My view: Burwell v. Hobby Lobby brings US law closer to justice, legitimacy and liberty. I don’t agree with Jacob’s (seeming) argument to the contrary.
I. My Take in More Detail
As regular readers of BHL know, I have repeatedly supported Hobby Lobby’s request for a religious exemption from aspects of the Obama Administration’s contraception mandate. I’ve argued both that the coercion involved in the contraception mandate cannot be justified to Hobby Lobby, and that Hobby Lobby in no way interferes with or coerces or limits the choices of its female employees, such that they are not using coercion that requires a justification. So on grounds of justice, legitimacy and liberty, there is no good justification for coercing Hobby Lobby in the way that Obama Administration supposes.
As a result, it is my view that Burwell v. Hobby Lobby protects liberty against the power of the federal government. Consequently, the ruling brings us closer to justice.
As for the legality of the ruling, I am not a legal expert, though I have researched religious accommodation law in the US for a few years now. My brief thought is that if you think the Religious Freedom Restoration Act is constitutional, as I think it is, then Hobby Lobby almost certainly has a good case. The contraception mandate places a substantial burden on their religious practice, and the government can secure its compelling interest in providing for women’s health in less restrictive ways. I know there are a number of complications here, but I’ll leave the issues to the Volokh Conspiracy, whose posts have been excellent. I agreed with Megan McArdle’s take on why the case should never have reached the Supreme Court, but should have been stopped ahead of time. I also really like Andrew Koppleman’s take on how the ruling balances religious liberty and reproductive liberty. Koppleman is no libertarian, and is a leading expert in US constitutional law, so it’s worth reading him to get another perspective. His major point is that it should be relatively easy for the administration to extend the same exemption offered to religious non-profits to Hobby Lobby, Conestoga Wood, etc., such that insurance companies will pay for the contraception women need directly, so they’ll get coverage from their insurance companies, but not by way of Hobby Lobby.
Koppleman doesn’t address this, but you might argue that Hobby Lobby, etc. will object to signing the relevant wavers, just as Little Sisters of the Poor have done. The decision speaks to this issue, albeit in a footnote. But note that the Supreme Court has already specified a way that the feds can get notification without authorization on the third party employers’ part when they issued the emergency injunction against the federal government with respect to the Little Sisters. So really, there just isn’t a restriction of women’s choices in this case. It’s not only false to claim otherwise, but unreasonable.
II. Jacob’s Worry
However, my co-blogger Jacob Levy has a concern. His claim is that while corporations can have rights, it is problematic to hold that the Green family, who own Hobby Lobby as a closely-held corporation, can use Hobby Lobby as a proxy for their personal beliefs. Jacob writes:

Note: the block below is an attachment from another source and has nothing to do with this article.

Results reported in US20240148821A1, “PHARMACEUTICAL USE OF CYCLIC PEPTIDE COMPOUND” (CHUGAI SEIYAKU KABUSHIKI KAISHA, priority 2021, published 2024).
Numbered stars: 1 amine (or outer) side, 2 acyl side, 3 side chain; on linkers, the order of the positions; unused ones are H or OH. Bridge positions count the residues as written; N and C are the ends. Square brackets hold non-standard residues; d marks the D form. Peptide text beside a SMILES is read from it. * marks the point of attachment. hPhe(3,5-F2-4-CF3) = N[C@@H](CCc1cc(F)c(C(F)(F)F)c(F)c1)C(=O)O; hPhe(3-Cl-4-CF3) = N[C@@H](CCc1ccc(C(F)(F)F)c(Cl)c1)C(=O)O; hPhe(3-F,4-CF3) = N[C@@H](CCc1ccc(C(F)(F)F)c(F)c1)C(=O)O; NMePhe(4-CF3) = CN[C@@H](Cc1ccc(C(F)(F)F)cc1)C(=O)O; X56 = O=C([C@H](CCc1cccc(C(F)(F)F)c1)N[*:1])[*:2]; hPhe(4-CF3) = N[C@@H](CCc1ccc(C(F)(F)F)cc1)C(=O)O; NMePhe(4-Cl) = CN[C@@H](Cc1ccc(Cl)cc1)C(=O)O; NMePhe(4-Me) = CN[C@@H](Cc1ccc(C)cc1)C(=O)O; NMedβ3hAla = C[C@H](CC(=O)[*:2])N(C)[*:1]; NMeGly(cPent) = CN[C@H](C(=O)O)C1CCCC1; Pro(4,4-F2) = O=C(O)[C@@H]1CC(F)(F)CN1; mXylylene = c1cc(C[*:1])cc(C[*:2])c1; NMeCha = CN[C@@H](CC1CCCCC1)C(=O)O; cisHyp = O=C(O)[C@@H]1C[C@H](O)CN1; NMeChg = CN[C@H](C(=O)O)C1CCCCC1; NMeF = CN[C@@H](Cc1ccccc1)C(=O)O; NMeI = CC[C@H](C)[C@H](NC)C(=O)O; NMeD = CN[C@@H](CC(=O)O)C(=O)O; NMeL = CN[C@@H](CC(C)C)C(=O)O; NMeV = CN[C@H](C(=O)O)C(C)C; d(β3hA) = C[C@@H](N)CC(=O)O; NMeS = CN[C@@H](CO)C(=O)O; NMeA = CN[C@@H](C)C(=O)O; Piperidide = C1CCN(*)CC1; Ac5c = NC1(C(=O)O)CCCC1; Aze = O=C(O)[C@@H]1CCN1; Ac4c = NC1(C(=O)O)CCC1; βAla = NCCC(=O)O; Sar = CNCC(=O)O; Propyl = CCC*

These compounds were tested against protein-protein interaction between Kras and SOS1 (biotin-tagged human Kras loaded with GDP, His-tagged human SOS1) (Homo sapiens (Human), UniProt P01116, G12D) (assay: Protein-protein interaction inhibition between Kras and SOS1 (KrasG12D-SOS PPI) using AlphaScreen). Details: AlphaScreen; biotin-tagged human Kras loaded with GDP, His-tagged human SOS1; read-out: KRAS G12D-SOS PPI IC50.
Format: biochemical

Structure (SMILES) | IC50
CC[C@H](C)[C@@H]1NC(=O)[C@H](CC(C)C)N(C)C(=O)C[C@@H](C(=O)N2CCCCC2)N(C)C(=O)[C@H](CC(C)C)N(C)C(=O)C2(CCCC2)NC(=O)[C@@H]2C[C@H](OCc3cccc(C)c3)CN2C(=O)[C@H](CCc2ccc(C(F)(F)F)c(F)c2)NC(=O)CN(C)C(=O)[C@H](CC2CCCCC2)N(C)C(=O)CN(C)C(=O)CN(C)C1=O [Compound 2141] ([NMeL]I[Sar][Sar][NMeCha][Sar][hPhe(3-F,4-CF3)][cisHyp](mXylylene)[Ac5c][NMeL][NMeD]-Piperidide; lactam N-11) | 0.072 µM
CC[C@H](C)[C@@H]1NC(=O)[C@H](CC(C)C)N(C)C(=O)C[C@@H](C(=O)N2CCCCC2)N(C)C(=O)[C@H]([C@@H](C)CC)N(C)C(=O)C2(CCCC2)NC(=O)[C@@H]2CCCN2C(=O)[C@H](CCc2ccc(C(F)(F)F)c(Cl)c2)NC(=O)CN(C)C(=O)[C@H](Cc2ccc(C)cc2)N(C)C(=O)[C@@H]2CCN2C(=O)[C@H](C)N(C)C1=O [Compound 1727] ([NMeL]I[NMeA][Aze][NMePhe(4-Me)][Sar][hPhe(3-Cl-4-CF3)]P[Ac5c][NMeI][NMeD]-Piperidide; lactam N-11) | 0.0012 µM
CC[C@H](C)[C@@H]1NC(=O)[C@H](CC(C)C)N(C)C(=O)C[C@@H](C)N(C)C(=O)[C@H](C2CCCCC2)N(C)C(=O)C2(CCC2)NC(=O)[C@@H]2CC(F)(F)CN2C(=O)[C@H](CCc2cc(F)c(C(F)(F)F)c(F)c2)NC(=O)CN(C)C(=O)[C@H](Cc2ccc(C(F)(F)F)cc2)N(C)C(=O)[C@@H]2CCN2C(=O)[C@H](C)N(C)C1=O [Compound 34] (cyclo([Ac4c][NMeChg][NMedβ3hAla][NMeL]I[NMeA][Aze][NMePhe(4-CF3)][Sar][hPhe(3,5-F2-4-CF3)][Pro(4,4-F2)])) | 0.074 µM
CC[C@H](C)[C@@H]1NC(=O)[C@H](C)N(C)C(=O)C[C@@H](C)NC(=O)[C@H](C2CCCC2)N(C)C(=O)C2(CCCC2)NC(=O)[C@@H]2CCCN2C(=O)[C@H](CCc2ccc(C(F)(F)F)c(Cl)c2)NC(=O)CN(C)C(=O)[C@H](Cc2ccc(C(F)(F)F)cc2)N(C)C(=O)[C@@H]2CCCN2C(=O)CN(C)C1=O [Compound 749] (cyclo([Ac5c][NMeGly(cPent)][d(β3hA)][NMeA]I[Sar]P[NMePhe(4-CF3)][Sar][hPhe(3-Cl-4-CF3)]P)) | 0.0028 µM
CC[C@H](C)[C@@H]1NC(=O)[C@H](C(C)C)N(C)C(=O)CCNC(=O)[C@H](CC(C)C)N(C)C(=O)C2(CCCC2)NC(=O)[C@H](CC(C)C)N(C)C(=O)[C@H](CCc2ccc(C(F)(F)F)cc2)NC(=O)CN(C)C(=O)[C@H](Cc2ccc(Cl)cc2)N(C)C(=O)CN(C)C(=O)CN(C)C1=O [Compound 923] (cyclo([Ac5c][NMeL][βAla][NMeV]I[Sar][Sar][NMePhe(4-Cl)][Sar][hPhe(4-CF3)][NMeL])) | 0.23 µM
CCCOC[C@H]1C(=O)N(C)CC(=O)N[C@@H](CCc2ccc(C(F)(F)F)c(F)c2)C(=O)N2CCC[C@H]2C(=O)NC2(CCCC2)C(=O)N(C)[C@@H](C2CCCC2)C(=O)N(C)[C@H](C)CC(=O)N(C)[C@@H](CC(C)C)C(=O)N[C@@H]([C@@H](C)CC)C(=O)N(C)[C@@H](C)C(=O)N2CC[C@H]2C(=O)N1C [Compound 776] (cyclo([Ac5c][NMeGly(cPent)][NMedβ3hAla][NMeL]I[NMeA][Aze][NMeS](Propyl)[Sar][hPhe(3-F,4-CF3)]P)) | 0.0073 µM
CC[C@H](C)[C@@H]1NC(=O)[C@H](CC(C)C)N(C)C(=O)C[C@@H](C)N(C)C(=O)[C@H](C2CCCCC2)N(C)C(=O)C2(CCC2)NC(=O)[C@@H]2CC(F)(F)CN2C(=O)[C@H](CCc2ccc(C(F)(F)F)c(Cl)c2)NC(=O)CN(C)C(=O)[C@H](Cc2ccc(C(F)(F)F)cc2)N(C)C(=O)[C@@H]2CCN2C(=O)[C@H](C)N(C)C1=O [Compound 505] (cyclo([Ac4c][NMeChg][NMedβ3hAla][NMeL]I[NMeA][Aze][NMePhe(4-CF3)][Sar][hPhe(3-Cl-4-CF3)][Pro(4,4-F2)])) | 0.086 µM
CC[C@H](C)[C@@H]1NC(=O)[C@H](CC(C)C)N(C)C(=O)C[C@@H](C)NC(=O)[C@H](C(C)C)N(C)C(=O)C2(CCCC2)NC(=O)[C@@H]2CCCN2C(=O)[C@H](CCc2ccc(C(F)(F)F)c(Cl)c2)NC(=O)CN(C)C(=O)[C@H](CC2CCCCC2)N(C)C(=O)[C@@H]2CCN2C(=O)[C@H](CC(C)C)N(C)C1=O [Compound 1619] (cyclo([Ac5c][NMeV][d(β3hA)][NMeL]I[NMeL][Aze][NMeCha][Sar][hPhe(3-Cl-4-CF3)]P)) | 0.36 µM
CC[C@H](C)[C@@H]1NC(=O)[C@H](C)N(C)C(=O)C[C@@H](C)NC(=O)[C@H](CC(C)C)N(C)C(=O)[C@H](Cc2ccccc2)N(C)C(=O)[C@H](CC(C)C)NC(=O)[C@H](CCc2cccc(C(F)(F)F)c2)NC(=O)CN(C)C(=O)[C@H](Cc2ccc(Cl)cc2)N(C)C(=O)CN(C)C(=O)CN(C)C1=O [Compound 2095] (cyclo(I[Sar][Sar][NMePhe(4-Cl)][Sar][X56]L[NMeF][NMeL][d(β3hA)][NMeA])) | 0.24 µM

But the entity that is Hobby Lobby, a for-profit corporation like IBM, can’t be described as itself having a religious belief. Making sense of that idea requires making the corporate person disappear from the description and talking about the Green family, treating the “closely held” corporation as if it were a partnership or sole proprietorship that doesn’t have a corporate-style separateness from the natural persons. Try as I might, I can’t persuade myself that that’s right. Corporations are persons, or corporations are made out of people– the two thoughts lead to very different conclusions, and I think protecting the former requires rejecting this kind of easy recourse to the latter.
So the reason that Hobby Lobby should not get an exemption is because Hobby Lobby, the corporation, has no religious beliefs. The only way to show that it has religious beliefs is to assume, problematically, that it is a mere proxy for the Greens, not the sort of distant proxy that corporate law says that it is. If Hobby Lobby were a partnership or sole proprietorship, then the legal fiction in question would be close enough to the Greens’ real-world agency to count as their legal proxy and so as having religious beliefs (the Greens’ beliefs). But an organization characterized as a closely held corporation is different by legal definition. At least that’s how I understand Jacob’s argument.
(Here is the IRS’s definition of a closely held corporation.)
Jacob also appears to have a supplemental argument, which is that if we adopt the reasoning he rejects that we will also have to worry about whether we can accept that corporations have legal rights. So to protect corporate liberties, we have to reject the “corporations are made of people” argument. Otherwise, we are committed to saying that corporations can only have rights when individuals that comprise or own them have those rights. And here I think Jacob’s general, scholarly concern with dissolving intermediate organizations’ liberties and cohesiveness is at work (see it in Jacob’s rejection of my worries about Vanderbilt’s religious speech codes).